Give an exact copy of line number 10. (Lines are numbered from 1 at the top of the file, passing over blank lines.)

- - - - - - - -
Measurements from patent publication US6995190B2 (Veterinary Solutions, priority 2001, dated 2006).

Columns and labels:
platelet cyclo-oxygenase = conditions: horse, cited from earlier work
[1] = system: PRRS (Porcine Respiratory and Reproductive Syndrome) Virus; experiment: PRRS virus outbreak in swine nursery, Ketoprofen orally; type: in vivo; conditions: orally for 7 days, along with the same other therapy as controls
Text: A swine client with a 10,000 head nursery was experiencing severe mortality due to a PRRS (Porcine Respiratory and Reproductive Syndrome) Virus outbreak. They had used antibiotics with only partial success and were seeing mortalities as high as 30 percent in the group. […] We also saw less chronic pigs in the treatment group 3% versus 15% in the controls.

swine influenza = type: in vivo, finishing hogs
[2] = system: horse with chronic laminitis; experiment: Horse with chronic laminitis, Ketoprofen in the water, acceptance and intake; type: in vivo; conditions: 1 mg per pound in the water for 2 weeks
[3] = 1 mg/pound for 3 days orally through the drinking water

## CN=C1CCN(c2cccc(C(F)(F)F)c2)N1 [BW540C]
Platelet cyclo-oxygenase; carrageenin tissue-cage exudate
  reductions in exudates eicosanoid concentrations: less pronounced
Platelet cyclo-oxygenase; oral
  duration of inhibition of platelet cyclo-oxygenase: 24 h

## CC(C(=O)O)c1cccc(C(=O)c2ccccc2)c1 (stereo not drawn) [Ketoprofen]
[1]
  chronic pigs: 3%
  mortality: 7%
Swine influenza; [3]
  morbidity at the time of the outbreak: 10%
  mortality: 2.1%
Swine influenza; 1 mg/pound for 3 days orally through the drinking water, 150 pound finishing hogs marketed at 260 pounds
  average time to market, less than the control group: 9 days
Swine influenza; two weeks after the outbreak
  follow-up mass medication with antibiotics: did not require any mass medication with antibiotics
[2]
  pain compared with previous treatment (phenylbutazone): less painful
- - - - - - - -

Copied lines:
Platelet cyclo-oxygenase; carrageenin tissue-cage exudate